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Summer is winding down and the kids are going back to school. But, we still have many lovely warm days in September that should not be wasted! Keep harvesting those fruits and vegetables and plant any remaining fall crops. Now is a great time to plant trees and think about great autumn foliage. Keep an eye on that fruit you covet and cultivate, while giving your lawn a little TLC.
Now is the best time to plant trees!
September is a great month for planting trees. We often think of spring being the season for such things but early fall is just right! The weather is usually still quite warm, with lots of hours of daylight, but we have intermittent cool, rainy days, making it a gentle adjustment for the trees. Planting in September gives the tree a couple months of milder weather before the winter cold and rain hits. Here are some tips, when planting trees:
- Water well! Make sure to water the plant in its container, before you take it out (use a watering can or hose). This will help the soil to stay around the roots, as you move it. Water the hole the tree will go into, as well, and, after transplanting is complete, give it another drink. Transplanting can be quite stressful for plants and a deep watering can ease that transition.
- Dig deep holes for plants to go in-but not too deep! Planting too deeply leads to rot, disease and death, if the trunk is buried below where roots send out. Bury the tree just up to the “root flare”, the place at the base of a tree where it widens, where the trunk stops and the roots begin. Dig widely (with a good sharp shovel) – a wide hole will give roots space to spread out.
- Fertilize your new tree, when you plant it. We recommend mixing in an organic fertilizer and compost into the backfill soil, then adding that to the hole where the tree rests.
With planning and care, you can have a lovely garden full of trees and that will thrive and grow for years. Come check out the selection of trees we have at Furney’s! From dwarf Japanese Maples to tall, stately fir trees and everything in between: we grow our own tree stock so it is already well-adapted to our climate!
Trees and Shrubs for Fall Color
Compared to other parts of the country, autumn color in the Pacific Northwest can be a little…heavy on the green. With all the moss, ferns, evergreen trees and shrubs native to the area, we have just the occasional maple to brighten things up. So, it is the duty of the gardener to add some color to the autumn landscape by planting beautiful deciduous trees and shrubs! Here are a few we have at the nursery that you might like:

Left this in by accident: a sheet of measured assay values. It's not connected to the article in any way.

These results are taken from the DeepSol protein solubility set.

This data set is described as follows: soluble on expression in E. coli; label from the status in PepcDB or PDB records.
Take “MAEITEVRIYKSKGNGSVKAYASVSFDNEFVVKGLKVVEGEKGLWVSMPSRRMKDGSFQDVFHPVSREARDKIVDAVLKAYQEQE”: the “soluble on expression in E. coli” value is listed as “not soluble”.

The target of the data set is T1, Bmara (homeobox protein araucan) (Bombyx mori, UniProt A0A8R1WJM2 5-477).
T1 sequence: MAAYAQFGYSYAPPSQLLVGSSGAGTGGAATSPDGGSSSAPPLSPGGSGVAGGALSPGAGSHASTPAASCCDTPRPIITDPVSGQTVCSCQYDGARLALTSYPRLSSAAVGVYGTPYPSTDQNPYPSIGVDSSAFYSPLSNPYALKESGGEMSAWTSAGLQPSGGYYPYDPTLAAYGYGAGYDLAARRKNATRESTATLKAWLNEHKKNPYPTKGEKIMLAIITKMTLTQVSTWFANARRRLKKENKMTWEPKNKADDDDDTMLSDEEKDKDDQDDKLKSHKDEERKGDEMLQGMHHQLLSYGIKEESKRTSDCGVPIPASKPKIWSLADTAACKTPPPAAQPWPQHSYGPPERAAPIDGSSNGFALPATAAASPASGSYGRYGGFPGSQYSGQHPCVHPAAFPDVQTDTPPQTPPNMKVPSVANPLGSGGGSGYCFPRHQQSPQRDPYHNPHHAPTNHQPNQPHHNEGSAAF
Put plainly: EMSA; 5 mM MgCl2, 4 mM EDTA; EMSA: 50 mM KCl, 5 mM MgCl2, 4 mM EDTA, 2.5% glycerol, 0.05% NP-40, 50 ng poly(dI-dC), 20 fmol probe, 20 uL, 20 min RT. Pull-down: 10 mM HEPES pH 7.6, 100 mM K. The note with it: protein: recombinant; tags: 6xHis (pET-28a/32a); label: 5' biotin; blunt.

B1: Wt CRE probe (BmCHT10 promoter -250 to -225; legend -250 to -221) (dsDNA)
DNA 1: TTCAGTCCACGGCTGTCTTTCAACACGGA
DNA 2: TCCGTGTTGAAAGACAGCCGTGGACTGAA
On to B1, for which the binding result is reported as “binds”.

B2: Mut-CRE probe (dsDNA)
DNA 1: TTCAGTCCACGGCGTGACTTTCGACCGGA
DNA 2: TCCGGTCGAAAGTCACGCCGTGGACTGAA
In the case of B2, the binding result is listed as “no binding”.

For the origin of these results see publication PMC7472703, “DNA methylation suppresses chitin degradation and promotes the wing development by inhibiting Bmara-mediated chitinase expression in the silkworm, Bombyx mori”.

Ginkgo biloba ‘Autumn Gold': This tree is grafted, instead of grown from seed; the graft guarantees the tree will have a desirable form and vibrant fall color. ‘Autumn Gold’ is known for its stately shape and brilliant yellow display of color each and every fall.
Oakleaf Hydrangea (Hydrangea quercifolia): This mid-sized, summer-flowering shrub produces a deep red fall color on large, oak-shaped leaves. The brilliant crimson is striking contrast to the pure white blossoms that still may persist into September.
Japanese maples (Acer palmatum): We carry many dwarf and larger varieties of Japanese maples that range from 3-20 feet tall. Each provides its own unique interest so you can plant several, for contrast. Fall colors range from the brightest crimson to the deepest purple and back to the glow of golden orange.
Red maples (Acer rubrum): This tree is a classic, when it comes to autumn color. Red Maples are beloved all over the U.S. for their lush foliage, ease of care and bright autumn displays of color. Choose between several varieties that we grow right here at Furney’s!
Oregon Grape (Mahonia nervosa): A native to the Northwest, this holly-like shrub offers lots of autumn interest. It’s glossy, evergreen foliage varies in shades of green to bright red and purple, throughout the autumn. As the name would suggest, Oregon Grape also produces clusters of bright blue-purple berries that are, in fact, edible, if absurdly tart (pictured below).
Prevent Heavy Fruit from Tearing
Tender fruit like peaches, pears, kiwis or tomatoes can sometimes get so heavy, as they grow, that they begin to tear away from the stem before they are ripe. This can invite fungus and disease into the fruit, rotting it before it’s ripe, not to mention its quite unsightly!
To prevent this, try supporting these large fruits, to keep them from ripping. Slip large fruits into fruit netting or old stockings then securing the end to either a sturdy branch or part of the support structure (especially for tomatoes). If a tomato is near the ground, try placing an old bucket or plastic plant pot under it, to take the weight off. You could make a special fruit hammock, strung between the ends of your cages or tree branches, with several growing pieces of fruit carefully nestled inside! These supports have the added bonus of keeping the birds, squirrels, slugs and anyone else from nibbling on this precious fruit.
Repair the Lawn!
Your lawn has probably suffered a little bit this summer. Between lots of foot traffic, Frisbee games, picnics and the heat of the sun, it may need a little TLC in September. Fertilize the lawn with a good organic fertilizer to give it a boost of growth before winter. Rake deeply with a metal rake to remove thatch and any fallen leaves. Continue to rake the lawn into late autumn, to keep fallen leaves from forming a mat on top of the grass, causing rot underneath. If you have bare patches, now is a great time to reseed as well! A little love and care will go a long way towards helping your lawn survive the winter and come back with lush beauty next spring!